Matteo Salvini Italy’s anti-immigrant Northern League party leader on Wednesday heavily criticised Pope Francis’ plea that “people and institutions” who close doors on migrants should seek forgiveness from God.
“I encourage those who bring them aid and hope that the international community will act in a united and efficient fashion to prevent the causes of forced migration,” said Pope Francis during his weekly general audience in St Peter’s Square on Wednesday.
“And I invite everyone to ask God’s pardon for those people and institutions who close the door to those who are seeking a family, who are seeking to be protected,” he added.
Though not everyone shared the same view as Francis, Salvini who consistently states that migrant boats should be forcibly kept off Italian shores slammed the Pope claiming he doesn’t need forgiveness.
Speaking to his party’s radio Salvini also said “How many refugees has the Vatican taken in?”
The pontiff's comments came a day after the European interior ministers met in Brussels, failing to agree on common terms to tackle the Mediterranean crisis or house the thousands of migrant who arrive on a daily basis.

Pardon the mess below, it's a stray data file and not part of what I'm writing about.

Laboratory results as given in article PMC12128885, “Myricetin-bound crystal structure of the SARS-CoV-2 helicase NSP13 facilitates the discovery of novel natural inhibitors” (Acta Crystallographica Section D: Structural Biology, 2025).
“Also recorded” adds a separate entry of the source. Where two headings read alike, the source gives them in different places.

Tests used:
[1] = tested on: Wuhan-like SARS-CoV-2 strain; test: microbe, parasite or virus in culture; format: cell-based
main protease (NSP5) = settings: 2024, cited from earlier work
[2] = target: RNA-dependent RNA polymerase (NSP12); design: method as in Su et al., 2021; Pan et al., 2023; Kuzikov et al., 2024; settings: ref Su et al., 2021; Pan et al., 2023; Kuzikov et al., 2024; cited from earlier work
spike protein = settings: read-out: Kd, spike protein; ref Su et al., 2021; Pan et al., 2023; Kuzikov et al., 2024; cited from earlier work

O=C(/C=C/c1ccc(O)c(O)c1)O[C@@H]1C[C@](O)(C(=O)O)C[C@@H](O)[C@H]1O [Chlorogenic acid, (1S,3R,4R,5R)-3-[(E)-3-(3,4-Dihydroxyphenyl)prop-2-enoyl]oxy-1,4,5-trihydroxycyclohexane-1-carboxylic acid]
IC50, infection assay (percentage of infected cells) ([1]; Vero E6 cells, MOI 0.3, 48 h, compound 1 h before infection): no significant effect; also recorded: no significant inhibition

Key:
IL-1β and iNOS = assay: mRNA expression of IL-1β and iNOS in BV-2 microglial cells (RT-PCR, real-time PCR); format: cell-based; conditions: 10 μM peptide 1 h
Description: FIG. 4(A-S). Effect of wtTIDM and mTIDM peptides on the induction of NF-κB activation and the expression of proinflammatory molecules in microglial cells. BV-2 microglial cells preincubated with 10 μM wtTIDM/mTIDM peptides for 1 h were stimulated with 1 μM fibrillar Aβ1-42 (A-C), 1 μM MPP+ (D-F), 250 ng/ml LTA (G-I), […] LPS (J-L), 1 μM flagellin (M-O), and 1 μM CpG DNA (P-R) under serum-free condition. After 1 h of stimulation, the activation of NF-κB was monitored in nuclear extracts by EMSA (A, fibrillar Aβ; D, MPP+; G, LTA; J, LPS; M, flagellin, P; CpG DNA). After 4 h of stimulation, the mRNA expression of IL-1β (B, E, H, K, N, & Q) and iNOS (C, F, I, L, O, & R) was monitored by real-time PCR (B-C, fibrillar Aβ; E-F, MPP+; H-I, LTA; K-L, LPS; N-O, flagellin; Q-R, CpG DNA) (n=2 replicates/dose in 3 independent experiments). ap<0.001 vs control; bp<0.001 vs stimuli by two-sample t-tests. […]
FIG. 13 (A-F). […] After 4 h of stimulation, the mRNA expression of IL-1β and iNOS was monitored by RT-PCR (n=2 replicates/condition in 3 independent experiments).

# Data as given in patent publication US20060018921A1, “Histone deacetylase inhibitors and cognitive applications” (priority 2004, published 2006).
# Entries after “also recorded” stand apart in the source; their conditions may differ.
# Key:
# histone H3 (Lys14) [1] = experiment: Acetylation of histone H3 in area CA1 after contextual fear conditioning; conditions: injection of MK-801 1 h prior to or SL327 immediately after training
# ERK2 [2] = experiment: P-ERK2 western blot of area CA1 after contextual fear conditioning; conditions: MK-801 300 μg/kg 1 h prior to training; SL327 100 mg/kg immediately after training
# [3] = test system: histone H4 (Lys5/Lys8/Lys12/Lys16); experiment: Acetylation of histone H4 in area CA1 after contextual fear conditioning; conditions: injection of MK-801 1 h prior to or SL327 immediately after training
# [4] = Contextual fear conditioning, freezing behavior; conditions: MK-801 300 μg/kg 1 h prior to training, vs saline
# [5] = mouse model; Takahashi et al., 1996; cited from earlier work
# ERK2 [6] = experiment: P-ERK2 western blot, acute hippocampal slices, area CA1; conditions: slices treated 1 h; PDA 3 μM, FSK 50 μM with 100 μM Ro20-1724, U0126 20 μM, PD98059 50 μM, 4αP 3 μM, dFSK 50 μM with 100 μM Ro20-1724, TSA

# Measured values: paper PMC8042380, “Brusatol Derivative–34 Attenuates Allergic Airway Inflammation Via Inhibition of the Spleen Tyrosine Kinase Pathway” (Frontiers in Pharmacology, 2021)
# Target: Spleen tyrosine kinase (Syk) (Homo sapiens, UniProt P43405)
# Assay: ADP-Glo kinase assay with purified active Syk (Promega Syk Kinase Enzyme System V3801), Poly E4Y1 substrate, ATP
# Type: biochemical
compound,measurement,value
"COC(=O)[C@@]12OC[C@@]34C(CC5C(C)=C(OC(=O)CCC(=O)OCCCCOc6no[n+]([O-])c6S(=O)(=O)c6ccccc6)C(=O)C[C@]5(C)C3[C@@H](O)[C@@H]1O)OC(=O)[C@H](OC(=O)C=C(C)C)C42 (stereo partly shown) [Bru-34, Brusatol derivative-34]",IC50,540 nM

Italy is facing a high influx of asylum seekers through the Mediterranean and is struggling to house migrants both socially and economically as the country is trying to break-free of an economic crisis.
Italian Prime Minister Matteo Renzi constantly urges the European Union to share the burden of hosting by relocating newly arrived migrants across europe.
However, the meeting of the interior ministers of the EU nations that was held on Tuesday in Luxembourg to predominantly discuss the mandatory migrant quota system and the worsening Mediterranean migrant crisis which is a growing burden on Italy and Greece, shattered Renzi’s hope, as the EU migration commissioner Dimitris Avramopoulos stated that “We have made progress today but we are not there yet.”
The EU ministers took no decision to implement the proposal of the European Commission for distribution quotas.
The proposal of the commission is to relocate 40,000 new migrant arrivals within the next two years in accordance with a “distribution key” that considers a country’s population size, unemployment rate and number of asylum seekers previously accepted.